Photo of Raymond Biagini

A distinguished counselor and litigator, Raymond Biagini has risen to national prominence in a number of high-profile tort cases, defending commercial and government contractors.  In particular, Mr. Biagini’s cases have established key legal principles in high profile “contractor on the battlefield” tort suits.  In 2002, Mr. Biagini authored the core provisions of the U.S. SAFETY Act which protects homeland security companies from enterprise-threatening tort suits arising out of terror attacks.  Mr. Biagini also has an extensive product liability prevention practice, counseling companies on mechanisms for reducing their tort exposure for products and services sold to government and commercial entities.

Government contractors should take note of the Fifth Circuit’s June 30, 2021 decision in Taylor Energy Co. v. Luttrell, which reaffirmed that contractors can enjoy a broad immunity from third-party liabilities—known as “derivative sovereign immunity,” or “Yearsley immunity.” Yearsley immunity emanates from Yearsley v. W.A. Ross Const. Co., an 80-year-old Supreme Court decision, which established that a contractor is immune when (i) it performed acts pursuant to a valid authorization of Congress and (ii) the contractor did not exceed the scope of that authority.

In Taylor Energy, the court dismissed claims arising out of an oil spill containment project in the Gulf of Mexico. The basic claim in the suit was that the contractor failed to effectively remediate and contain the oil. The Fifth Circuit found that the government: (i) provided direction to the contractor through the statement of work, in the form of “goals” and specific contract deliverables and deadlines; and (ii) periodically met with the contractor and reviewed and approved the work during performance. Based on these core facts, the court held the contractor was immune. The court held that it was irrelevant that the statement of work was “barebones,” and that the contractor—rather than the government—designed certain elements of the remediation effort. Following the Fourth Circuit’s 2018 decision in Cunningham v. GDIT, the Taylor Energy decision is another appellate court victory for contractors in the wake of the Supreme Court reaffirming Yearsley’s core principles in Campbell-Ewald Co. v. Gomez.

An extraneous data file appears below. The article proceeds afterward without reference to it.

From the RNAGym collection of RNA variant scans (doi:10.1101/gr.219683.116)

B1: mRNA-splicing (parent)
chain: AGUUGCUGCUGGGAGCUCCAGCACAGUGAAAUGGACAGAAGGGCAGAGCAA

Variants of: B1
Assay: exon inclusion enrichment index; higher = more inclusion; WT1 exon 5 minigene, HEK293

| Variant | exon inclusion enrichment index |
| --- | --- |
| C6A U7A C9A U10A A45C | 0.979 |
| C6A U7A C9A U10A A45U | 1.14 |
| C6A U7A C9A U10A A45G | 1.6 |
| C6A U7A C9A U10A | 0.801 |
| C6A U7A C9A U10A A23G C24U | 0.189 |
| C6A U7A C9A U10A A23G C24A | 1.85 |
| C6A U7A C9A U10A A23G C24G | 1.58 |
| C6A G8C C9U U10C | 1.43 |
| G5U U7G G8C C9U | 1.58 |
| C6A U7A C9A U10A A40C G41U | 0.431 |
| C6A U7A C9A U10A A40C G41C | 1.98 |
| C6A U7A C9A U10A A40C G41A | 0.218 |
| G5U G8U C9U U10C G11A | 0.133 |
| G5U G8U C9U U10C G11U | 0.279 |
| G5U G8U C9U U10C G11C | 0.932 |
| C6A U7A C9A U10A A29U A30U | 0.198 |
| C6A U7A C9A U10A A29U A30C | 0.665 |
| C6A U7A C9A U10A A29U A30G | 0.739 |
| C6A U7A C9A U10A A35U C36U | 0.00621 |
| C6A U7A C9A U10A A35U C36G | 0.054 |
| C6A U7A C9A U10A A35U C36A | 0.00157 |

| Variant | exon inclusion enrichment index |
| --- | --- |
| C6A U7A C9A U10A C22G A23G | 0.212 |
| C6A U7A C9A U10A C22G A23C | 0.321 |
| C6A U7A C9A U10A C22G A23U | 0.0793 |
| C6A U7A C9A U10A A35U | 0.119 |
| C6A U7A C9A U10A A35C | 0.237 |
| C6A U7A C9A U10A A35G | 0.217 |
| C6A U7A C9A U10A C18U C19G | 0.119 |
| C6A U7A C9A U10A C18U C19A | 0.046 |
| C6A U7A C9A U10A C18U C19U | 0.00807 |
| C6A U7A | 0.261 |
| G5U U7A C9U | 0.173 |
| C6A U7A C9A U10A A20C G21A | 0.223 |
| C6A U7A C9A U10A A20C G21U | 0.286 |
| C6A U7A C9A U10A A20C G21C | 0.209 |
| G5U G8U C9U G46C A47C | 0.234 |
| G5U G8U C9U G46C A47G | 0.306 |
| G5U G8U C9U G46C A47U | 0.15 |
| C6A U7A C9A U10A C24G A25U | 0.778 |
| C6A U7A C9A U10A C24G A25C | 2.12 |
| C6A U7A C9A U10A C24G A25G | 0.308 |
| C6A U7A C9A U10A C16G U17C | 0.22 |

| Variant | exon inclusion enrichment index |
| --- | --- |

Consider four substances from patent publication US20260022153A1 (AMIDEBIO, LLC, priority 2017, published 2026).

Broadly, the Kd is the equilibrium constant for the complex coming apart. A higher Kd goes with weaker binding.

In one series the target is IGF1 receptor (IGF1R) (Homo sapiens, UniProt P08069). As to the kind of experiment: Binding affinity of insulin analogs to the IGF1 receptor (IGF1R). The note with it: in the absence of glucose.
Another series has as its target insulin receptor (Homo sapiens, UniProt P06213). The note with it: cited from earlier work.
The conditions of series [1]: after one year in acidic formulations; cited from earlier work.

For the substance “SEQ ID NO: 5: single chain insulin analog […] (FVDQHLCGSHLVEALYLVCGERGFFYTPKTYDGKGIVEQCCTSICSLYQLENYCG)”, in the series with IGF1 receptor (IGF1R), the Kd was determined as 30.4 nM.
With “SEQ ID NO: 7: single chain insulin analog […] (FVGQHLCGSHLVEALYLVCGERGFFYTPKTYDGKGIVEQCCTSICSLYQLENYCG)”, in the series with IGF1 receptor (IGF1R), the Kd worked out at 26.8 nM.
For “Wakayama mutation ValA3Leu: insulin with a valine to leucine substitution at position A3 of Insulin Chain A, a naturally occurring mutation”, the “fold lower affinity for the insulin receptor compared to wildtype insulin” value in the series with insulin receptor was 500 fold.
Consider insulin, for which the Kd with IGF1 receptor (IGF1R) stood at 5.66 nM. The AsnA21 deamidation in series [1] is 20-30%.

Continue Reading Fifth Circuit Reaffirms Breadth of Yearsley Immunity For Government Contractors

It’s often said that hard cases make bad law. In the realm of contractor-on-the-battlefield lawsuits, hard cases seem to be making no law—at least at the appellate level.

As detailed in an amicus brief submitted by Covington on behalf of KBR last week in CACI Premier Technology Inc. v. Al Shimari, No. 19-1328 (4th Cir.), time and again in suits against battlefield contractors, appellate courts have refused to provide definitive rulings regarding threshold, immunity-based defenses. This chronic appellate-court indecision has caused unnecessarily-protracted litigation, which in turn has imposed enormous burdens on the U.S. military; permitted expansive discovery intruding upon sensitive military judgments; and rolled up litigation costs totaling tens of millions of dollars—costs that, in many instances, are reimbursed by the government and thus ultimately borne by taxpayers. In other words, lack of timely appellate review has resulted in the very harms that immunity and related defenses are designed to prevent. Ironically, a major reason why these suits have inflicted such harm on these important federal interests is the United States’ own equivocal and inconsistent litigation positions.